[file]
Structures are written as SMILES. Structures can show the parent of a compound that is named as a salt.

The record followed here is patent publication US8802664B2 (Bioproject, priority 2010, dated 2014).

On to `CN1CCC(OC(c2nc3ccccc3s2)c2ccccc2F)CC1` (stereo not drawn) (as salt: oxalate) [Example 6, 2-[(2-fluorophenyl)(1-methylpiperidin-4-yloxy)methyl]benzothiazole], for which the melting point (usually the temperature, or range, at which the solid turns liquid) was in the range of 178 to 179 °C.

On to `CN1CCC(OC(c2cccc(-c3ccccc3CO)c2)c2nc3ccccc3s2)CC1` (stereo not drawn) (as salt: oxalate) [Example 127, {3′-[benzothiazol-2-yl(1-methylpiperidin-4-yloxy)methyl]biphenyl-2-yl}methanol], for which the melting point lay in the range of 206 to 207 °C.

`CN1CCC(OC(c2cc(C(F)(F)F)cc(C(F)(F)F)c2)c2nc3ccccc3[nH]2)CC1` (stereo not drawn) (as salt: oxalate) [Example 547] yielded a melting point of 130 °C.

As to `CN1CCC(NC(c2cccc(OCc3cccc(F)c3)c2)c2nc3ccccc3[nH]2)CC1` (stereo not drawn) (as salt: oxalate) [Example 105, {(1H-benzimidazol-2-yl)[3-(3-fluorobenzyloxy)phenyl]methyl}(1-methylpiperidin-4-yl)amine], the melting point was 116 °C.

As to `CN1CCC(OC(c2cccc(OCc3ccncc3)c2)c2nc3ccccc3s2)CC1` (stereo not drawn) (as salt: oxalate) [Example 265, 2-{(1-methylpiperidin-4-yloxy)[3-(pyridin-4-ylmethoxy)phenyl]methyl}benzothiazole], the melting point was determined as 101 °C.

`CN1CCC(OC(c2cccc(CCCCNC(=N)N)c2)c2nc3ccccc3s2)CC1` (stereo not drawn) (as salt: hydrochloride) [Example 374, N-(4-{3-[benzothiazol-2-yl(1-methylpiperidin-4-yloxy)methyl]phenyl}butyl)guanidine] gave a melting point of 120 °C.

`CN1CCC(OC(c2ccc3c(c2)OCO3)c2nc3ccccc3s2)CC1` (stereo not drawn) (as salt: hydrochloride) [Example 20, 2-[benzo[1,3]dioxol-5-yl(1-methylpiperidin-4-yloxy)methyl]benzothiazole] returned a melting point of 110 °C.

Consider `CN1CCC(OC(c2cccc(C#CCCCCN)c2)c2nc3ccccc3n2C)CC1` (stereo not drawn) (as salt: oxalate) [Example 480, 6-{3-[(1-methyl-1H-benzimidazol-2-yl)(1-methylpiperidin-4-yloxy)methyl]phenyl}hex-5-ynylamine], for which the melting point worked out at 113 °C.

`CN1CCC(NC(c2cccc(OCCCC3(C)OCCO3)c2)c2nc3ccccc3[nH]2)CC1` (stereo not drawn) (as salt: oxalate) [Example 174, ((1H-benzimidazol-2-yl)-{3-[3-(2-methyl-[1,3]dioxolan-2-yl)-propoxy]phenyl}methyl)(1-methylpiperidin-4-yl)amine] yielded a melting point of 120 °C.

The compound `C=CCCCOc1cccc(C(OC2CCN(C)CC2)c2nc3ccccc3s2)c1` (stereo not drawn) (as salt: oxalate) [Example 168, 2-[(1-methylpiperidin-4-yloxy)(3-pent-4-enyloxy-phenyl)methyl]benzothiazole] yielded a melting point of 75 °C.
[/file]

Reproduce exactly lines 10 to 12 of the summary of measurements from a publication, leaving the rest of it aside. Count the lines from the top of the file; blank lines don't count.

Consider `CN1CCC(OC(c2cccc(C#CCCCCN)c2)c2nc3ccccc3n2C)CC1` (stereo not drawn) (as salt: oxalate) [Example 480, 6-{3-[(1-methyl-1H-benzimidazol-2-yl)(1-methylpiperidin-4-yloxy)methyl]phenyl}hex-5-ynylamine], for which the melting point worked out at 113 °C.

`CN1CCC(NC(c2cccc(OCCCC3(C)OCCO3)c2)c2nc3ccccc3[nH]2)CC1` (stereo not drawn) (as salt: oxalate) [Example 174, ((1H-benzimidazol-2-yl)-{3-[3-(2-methyl-[1,3]dioxolan-2-yl)-propoxy]phenyl}methyl)(1-methylpiperidin-4-yl)amine] yielded a melting point of 120 °C.

The compound `C=CCCCOc1cccc(C(OC2CCN(C)CC2)c2nc3ccccc3s2)c1` (stereo not drawn) (as salt: oxalate) [Example 168, 2-[(1-methylpiperidin-4-yloxy)(3-pent-4-enyloxy-phenyl)methyl]benzothiazole] yielded a melting point of 75 °C.